Holy crap. I take it all back about those closing ceremonies. I just saw Sunday night's sneak peak at The Marriage Ref. It's a thousand times more cringe inducing.
Although, to be fair, it is funnier.
As I watched I couldn't help but think of Jackie Gleason's infamous network bomberino, You're In The Picture. That 1961 stinker had The Great One (not Gretzky, Gleason) hosting a game show featuring celebrities, much like Jerry Seinfeld's The Marriage Ref.
You're in the Picture aired Jan. 20, 1961--the evening of the inauguration of president John F. Kennedy. Apparently celebrities had to stick their heads through holes in famous paintings or photos. While Gleason gave clues, they had to guess what the picture was about.
It was so bad, it aired only once. The next week, Gleason came back on CBS at the same hour to apologise.
Seinfeld should do the same for The Marriage Ref. The premise finds real life couples having an argument. A panel of celebrities--Sunday night it was Alec Baldwin, Seinfeld and Kelly Ripa, with Madonna, Tina Fey, Eva Longoria, Larry David, Martin Short and Sarah Silverman in future episodes--review the fight and offer tips and suggestions. Sportscaster Marv Albert recaps the line of the night. Host Tom Papa makes the final call and a winner in the domestic dispute is declared.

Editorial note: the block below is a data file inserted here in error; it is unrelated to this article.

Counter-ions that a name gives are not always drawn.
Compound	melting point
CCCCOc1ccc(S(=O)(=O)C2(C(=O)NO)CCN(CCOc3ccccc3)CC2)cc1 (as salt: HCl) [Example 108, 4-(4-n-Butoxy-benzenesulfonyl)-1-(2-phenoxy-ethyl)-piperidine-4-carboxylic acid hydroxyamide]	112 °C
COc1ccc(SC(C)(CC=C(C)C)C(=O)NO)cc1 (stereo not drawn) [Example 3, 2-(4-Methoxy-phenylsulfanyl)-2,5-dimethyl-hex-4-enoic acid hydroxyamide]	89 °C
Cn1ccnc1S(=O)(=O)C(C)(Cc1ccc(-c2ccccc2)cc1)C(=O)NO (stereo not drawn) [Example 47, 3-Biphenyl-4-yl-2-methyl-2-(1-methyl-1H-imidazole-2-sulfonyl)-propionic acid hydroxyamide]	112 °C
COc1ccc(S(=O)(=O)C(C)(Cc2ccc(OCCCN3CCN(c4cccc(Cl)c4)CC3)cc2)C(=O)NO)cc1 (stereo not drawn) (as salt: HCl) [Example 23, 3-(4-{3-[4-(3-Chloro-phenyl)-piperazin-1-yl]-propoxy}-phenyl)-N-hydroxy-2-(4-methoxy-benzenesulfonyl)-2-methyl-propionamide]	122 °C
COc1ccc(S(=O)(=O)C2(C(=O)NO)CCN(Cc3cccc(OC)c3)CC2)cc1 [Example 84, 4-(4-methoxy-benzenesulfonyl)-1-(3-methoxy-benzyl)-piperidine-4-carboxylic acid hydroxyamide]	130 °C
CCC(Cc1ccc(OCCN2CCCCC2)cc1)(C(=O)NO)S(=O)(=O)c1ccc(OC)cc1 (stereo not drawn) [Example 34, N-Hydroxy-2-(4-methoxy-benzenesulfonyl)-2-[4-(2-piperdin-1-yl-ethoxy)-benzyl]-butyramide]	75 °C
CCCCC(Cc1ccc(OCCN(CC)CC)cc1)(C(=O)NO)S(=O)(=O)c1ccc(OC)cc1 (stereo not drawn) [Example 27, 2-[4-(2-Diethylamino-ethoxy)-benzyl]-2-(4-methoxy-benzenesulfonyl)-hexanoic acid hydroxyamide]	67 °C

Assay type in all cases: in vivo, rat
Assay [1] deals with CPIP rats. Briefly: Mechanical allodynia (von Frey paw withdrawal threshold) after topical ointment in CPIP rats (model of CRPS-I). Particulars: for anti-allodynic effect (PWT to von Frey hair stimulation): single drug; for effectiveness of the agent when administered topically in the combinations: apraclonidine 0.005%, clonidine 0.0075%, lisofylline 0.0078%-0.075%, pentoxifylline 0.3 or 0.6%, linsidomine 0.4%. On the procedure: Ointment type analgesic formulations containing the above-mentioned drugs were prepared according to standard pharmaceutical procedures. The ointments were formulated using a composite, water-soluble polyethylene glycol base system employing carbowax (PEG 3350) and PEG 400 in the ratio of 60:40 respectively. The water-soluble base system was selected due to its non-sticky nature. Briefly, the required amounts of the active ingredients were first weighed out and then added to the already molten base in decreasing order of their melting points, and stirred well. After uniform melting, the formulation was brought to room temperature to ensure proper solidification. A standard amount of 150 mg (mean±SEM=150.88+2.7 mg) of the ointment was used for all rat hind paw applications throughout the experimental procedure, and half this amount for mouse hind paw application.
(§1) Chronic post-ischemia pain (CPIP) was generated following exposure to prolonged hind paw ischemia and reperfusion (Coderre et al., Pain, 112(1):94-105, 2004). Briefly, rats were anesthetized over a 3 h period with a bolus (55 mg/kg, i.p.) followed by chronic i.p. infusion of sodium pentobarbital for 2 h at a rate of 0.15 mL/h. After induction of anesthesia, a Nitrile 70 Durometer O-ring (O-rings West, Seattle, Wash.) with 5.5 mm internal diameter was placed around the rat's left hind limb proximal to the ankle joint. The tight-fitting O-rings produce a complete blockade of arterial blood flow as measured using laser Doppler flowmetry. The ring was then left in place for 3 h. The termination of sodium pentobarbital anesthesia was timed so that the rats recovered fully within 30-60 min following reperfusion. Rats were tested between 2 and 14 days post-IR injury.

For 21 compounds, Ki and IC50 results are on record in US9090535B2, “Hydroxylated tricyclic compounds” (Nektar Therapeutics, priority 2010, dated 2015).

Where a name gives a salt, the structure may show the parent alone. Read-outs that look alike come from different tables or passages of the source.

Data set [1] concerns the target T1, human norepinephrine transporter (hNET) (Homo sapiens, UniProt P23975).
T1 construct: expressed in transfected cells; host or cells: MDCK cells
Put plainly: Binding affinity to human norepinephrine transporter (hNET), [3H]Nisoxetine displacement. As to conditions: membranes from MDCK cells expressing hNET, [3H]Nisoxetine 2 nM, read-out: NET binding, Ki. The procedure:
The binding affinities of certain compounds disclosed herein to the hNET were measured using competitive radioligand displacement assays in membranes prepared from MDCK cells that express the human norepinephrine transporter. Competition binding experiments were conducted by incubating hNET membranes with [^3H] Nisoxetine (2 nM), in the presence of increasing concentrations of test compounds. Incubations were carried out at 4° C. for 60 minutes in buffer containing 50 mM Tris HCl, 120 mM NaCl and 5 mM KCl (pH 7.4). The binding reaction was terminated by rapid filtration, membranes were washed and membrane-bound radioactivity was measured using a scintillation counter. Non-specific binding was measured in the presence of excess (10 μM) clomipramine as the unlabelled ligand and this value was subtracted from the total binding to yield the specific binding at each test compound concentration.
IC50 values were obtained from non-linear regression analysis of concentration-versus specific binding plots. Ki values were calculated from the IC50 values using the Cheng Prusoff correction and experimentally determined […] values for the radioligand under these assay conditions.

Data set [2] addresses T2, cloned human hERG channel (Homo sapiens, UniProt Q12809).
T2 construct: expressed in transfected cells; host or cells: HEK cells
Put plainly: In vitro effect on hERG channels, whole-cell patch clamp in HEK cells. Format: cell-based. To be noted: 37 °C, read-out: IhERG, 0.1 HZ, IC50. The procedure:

Seinfeld tried hard to sell it at press tour, suggesting he was going for the kind of informal, celebrity banter you used to find when guests would stick around further down the couch on Johnny Carson's Tonight Show. While there's some of that, you just can't get around the fact that the spirit and idea of this is just completely off-putting.
It didn't help Sunday night that one couple was fighting over keeping a dead dog that the owner had stuffed. "You crossed the line into Wes Cravenville," said Papa. The next couple were fighting over putting a stripper pole in their bedroom.
The celebs kinda come off as smug dickheads, laughing at ordinary couples, not with them. Seinfeld just looks like he's slumming. The series returns in its regular timeslot Thursday night at 10 p.m. on NBC and Citytv.